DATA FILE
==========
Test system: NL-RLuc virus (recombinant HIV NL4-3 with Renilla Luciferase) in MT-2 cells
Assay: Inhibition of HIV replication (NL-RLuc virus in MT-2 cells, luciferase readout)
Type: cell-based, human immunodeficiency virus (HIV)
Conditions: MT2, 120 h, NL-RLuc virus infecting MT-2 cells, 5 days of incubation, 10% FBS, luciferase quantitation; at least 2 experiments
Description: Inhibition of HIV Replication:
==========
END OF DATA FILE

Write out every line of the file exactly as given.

Test system: NL-RLuc virus (recombinant HIV NL4-3 with Renilla Luciferase) in MT-2 cells
Assay: Inhibition of HIV replication (NL-RLuc virus in MT-2 cells, luciferase readout)
Type: cell-based, human immunodeficiency virus (HIV)
Conditions: MT2, 120 h, NL-RLuc virus infecting MT-2 cells, 5 days of incubation, 10% FBS, luciferase quantitation; at least 2 experiments
Description: Inhibition of HIV Replication: